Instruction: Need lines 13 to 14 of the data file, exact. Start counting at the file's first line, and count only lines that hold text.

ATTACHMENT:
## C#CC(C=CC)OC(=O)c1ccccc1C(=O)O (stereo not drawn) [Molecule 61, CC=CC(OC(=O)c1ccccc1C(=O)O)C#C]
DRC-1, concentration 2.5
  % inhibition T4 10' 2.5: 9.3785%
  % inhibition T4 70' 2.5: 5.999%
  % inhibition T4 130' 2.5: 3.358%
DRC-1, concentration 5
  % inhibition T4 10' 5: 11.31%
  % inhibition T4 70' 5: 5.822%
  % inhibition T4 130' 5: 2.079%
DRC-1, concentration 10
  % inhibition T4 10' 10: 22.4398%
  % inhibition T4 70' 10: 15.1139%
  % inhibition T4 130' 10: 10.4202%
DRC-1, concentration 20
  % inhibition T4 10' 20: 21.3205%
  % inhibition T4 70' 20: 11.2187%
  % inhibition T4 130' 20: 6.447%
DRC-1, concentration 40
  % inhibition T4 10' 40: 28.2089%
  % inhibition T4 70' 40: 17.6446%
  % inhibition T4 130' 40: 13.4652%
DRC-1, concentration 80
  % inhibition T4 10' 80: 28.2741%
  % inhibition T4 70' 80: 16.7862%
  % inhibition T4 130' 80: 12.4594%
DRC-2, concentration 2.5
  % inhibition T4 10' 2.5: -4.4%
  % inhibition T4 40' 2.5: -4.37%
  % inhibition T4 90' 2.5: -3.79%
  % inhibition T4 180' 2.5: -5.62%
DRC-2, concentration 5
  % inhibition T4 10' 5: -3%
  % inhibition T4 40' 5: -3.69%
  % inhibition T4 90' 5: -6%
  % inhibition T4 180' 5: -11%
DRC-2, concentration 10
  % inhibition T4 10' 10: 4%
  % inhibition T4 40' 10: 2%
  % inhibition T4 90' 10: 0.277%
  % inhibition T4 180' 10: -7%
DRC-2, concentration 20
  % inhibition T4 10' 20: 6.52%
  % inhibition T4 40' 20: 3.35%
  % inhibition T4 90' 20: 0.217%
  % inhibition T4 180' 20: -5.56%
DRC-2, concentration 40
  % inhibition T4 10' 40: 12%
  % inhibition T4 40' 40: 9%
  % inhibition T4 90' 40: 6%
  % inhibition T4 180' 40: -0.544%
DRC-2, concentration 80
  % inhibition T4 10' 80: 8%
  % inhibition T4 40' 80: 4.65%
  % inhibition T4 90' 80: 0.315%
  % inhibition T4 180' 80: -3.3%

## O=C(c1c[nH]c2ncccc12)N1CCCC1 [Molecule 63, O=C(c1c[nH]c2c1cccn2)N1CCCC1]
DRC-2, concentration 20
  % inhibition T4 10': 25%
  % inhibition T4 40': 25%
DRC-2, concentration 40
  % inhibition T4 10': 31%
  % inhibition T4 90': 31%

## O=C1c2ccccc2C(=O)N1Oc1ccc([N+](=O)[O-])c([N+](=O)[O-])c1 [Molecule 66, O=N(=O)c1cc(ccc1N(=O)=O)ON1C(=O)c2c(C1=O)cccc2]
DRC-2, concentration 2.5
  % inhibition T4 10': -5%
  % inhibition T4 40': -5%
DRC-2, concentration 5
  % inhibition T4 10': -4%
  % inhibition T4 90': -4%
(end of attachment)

  % inhibition T4 130' 10: 10.4202%
DRC-1, concentration 20